Work-life effectiveness: It’s more achievable than you think

Having a successful and fulfilling job and life outside of work can present challenges. While the debate over achievable “work/life balance” and “having it all” wages on, one thing is for sure. Some companies are becoming quite adept at creating policies, programs and services that go a long way to help their employees find the right mix of personal and professional satisfaction.

Perhaps, no one knows the stress of managing career and personal responsibilities better than working parents. In fact, 36 percent of all working moms are the primary breadwinners for their family according to a recent Prudential Financial 2014-2015 study “Financial Experience and Behaviors Among Women.”

”Employers are realizing the importance of providing supportive work environments for parents not only as a way to attract and retain top talent, but as a driver of engagement and performance,” says Maureen Corcoran, vice president of Health Life & Inclusion at Prudential. “And workers reap the benefits, too – particularly women who still remain the majority of primary caregivers in our society.”  

Over the years, a number of programs that Prudential offers have been cited for excellence by Working Mother magazine. These include Prudential’s child care and adult care benefits, flexible work arrangements, career development opportunities, and benefits for new mothers and fathers, such as up to 26 guaranteed weeks off after the birth or adoption of the child (two of which are fully paid).

Finding a good personal mix of work and life effectiveness is a gender and age neutral challenge and an individual’s needs change over time as they go through different career and life stages. If you are looking for a new job or would like to start a conversation with your current employer, consider these six areas that contribute to getting it right:

1. Flexibility
The ability to have some control over your work schedule to accommodate personal obligations can reduce stress and boost productivity. Ask about flexible start and end times, the ability to work from home or to phase back into work after having children. Does your company allow compressed schedules or part-time work when life demands increase?

2. Paid time off
PTO is helpful because it gives employees the opportunity to take vacations, manage family and household needs and take sick days without financial worries. Oftentimes, PTO can be negotiated at the start of a job.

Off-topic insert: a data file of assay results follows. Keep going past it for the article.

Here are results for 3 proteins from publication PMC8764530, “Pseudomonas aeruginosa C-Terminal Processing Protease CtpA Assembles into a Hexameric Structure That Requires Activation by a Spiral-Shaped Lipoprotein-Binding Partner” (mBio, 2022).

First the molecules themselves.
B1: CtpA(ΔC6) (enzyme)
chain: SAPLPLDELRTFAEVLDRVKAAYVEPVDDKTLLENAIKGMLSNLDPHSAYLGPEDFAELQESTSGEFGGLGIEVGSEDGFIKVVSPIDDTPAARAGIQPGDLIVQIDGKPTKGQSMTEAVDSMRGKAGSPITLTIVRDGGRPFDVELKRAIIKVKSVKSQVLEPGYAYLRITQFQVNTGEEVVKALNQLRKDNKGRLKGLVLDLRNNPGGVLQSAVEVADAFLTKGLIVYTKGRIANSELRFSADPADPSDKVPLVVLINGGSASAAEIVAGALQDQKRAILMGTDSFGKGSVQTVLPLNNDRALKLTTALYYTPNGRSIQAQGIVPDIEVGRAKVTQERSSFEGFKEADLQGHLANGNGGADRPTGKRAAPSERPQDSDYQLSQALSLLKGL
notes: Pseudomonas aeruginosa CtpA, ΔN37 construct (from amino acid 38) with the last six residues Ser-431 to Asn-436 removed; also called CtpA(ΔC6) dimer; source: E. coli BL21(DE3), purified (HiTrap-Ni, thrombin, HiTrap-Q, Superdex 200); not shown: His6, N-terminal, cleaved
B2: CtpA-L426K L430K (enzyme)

3. Unpaid time off
The Family and Medical Leave Act (FMLA) requires employers to provide 12 weeks of unpaid time off to employees who have a qualifying life event. Company size, employee tenure and hours worked apply. Some employers offer more time for events like the birth or adoption of a child or caring for an elderly parent.

4. Health and wellness
Striking the right balance between work and life can positively impact physical, emotional, financial, spiritual and social wellbeing. Along with health insurance, benefits like personal wellness workshops, on site fitness and clinic services, free life, health and budget coaching demonstrate a company’s commitment to its employees’ overall well-being.

5. Personal development
If you want to grow your career beyond on-the-job training and stay marketable, does your employer support it? Ask about company-paid training programs, tuition reimbursement, options to participate in industry groups and mentoring. Professional development is primarily your responsibility, but many companies offer great ways to assist you.

6. Caregiver perks
The demands of working caregivers (of children and aging loved ones) are many. Programs that benefit working caregivers include child and adult care services, lactation benefits for new moms, work schedule flexibility, resource and referral services and counseling services for employees’ family members.

“Companies that have a whole-person perspective on their employees, recognizing and addressing the needs of their workforce inside and outside of the office are smart,” says Corcoran. “The investment they make in this work not only pays off for employees but for their customers and shareholders.”

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